Confession time: I was a fan of “Gossip Girl” for longer than I like to admit. Though it was a guilty pleasure, the high-camp, high-class, histrionic exploits of wealthy young New Yorkers made for entertaining TV. That vision of New York City as a playground for the ultra-rich and ultra-beautiful is one shared by Xavier Manrique’s debut film, Chronically Metropolitan. But whilst the former easily manages entertainment value, if not cerebral edification, the latter fails badly at both.
Our hero in Chronically Metropolitan is Fenton Dillane (Shiloh Fernandez, “Evil Dead”). Fenton has been living away from the city, but returns to the family home after his father, Christopher (Chris Noth, “Sex and the City”), is hospitalized following a car accident.
His return, however, does not garner a warm welcome from anyone outside his immediate family. His original exile, you see, was not done necessarily by choice. He had written a book with characters that bore an uncomfortable resemblance to everyone in his life, and his take on them was not at all flattering.
On top of this icy reception, Fenton also must face his about to get married ex-girlfriend Jessie (Ashley Benson, “Spring Breakers”), as well as fight through his seemingly inescapable writer’s block.
There is plenty of potential drama to go around, yet Chronically Metropolitan is devoid of any character that is not a stereotype or completely empty. Chris Noth’s carousing, louche author is a caricature. Mary-Louise Parker (“RED 2”) as a jaded high society matron is derivative. At least, though, you can see some semblance of personality there. But what traits can you hang on Fenton Dillane? Despite his ridiculous name (the only laugh I got from the whole film), there is absolutely nothing to him. He is a husk, a shell, a body in want of a brain. And yet the movie asks us to believe that he is a writer of peerless talent.
Jessie too, is a complete non-entity. Shiloh Fernandez and Ashley Benson are not bad actors, but neither are they so good that they can compensate for having such thinly-written characters. If you watch this film, and are invested in the two of them getting together, I’m genuinely curious as to why.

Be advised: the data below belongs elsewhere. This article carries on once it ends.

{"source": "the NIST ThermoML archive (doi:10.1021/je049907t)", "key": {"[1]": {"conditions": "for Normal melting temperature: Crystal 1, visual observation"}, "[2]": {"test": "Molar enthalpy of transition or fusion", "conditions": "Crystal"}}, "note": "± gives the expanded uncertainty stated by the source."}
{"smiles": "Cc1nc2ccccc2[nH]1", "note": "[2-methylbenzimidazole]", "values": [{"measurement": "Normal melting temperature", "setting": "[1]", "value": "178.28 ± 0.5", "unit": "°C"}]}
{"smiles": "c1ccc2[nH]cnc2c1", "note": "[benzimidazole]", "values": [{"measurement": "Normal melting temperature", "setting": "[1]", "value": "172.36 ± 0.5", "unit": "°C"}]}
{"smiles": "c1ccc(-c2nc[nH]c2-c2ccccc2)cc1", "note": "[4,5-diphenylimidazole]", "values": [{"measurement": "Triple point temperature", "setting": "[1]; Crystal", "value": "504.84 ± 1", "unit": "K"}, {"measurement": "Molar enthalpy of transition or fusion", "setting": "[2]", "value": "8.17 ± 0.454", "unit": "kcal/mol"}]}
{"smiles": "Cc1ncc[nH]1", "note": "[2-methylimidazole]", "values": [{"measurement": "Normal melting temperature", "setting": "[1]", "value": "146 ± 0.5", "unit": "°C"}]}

And the characterless characters also beg the question — how are any of these people meant to have inspired Fenton’s first novel? They barely inspired me to keep watching for 90 minutes. The thought that anyone would want to invest in a book about them is laughable (oh look, there is a second laugh after all!).
The outrageous wealth on show is another factor in the vacuity of Chronically Metropolitan. Though most of the people we meet in the film have jobs, it’s clear that they don’t need them. In fact, they don’t really need anything. They go through their days half-aware, in a fug of cigarette smoke and ennui. There’s no hero’s journey for these people, because they’re aimless. Just killing time until they die.
If this was what the takeaway of the film was meant to be, then it’s utter failure at providing anything of interest could be excusable. Sure, there have been better films at showing the lethargy and lack of meaning that can accompany obscene wealth (almost anything by Michelangelo Antonioni, for example). But at least then Chronically Metropolitan would have achieved what it set out to do, however ham-handed and tired that goal would have been.
Or if the film had gone down the “Gossip Girl” route, and amped all the characters up to eleven, then it could have been entertaining. If they had taken the riches on show and gone crazy with them, making this film a hedonistic, orgiastic party. If the screen had been full of wild events and unbelievable happenings, then at the least Chronically Metropolitan wouldn’t have been so chronically dull.
But Nicholas Schutt’s screenplay implores the viewer to actually feel something for these husks and caricatures, without ever giving you any reason to. Perhaps he is Fenton, perhaps he knew these people, perhaps this is all one big autobiographical exercise. I hope it helped him work through whatever issues he needed to work through. It is still no excuse for inflicting this shallow mess on the rest of us.